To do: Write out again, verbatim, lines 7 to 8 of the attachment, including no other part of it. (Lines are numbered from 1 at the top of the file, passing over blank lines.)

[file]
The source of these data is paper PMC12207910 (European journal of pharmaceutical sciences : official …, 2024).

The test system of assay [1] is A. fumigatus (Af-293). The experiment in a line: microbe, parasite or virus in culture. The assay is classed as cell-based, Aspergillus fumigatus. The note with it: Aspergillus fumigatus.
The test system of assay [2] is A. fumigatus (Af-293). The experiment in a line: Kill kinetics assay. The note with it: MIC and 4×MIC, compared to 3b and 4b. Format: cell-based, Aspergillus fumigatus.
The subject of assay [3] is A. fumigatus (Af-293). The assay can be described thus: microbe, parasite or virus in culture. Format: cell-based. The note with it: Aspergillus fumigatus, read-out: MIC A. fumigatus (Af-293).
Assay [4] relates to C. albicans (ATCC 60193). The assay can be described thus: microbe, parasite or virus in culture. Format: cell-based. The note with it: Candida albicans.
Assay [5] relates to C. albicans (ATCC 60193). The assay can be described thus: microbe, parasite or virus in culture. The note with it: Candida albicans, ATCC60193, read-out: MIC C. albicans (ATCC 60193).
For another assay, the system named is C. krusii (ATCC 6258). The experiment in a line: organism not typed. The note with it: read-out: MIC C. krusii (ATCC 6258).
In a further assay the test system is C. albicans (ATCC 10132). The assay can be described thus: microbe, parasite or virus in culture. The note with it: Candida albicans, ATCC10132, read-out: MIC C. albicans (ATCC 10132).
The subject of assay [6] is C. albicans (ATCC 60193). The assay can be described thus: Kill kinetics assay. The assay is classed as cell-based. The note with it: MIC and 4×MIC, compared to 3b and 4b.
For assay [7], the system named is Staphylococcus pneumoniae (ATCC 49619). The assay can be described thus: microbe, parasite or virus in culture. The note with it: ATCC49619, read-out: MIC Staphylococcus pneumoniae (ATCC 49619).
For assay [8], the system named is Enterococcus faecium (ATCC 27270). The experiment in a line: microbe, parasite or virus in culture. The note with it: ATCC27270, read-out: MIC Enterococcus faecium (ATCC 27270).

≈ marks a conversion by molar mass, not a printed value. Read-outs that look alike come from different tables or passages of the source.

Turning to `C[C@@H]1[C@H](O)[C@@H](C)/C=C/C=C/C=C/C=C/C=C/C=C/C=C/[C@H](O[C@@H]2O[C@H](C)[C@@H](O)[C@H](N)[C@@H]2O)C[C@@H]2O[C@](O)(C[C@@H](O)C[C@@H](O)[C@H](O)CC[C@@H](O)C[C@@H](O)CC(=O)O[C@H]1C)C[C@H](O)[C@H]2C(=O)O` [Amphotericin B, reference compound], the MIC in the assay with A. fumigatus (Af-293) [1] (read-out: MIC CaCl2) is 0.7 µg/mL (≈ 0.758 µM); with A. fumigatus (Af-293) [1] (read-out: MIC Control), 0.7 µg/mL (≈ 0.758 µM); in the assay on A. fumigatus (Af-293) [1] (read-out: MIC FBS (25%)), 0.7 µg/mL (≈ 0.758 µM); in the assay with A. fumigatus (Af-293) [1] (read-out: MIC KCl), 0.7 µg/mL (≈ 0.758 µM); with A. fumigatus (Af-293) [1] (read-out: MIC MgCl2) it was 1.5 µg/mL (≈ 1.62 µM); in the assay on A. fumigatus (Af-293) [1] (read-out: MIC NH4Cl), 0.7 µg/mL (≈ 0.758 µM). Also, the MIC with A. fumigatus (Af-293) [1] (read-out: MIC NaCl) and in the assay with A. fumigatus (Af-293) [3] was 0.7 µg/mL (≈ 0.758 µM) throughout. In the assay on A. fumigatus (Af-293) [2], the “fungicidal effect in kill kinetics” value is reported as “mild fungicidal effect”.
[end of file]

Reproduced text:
For another assay, the system named is C. krusii (ATCC 6258). The experiment in a line: organism not typed. The note with it: read-out: MIC C. krusii (ATCC 6258).
In a further assay the test system is C. albicans (ATCC 10132). The assay can be described thus: microbe, parasite or virus in culture. The note with it: Candida albicans, ATCC10132, read-out: MIC C. albicans (ATCC 10132).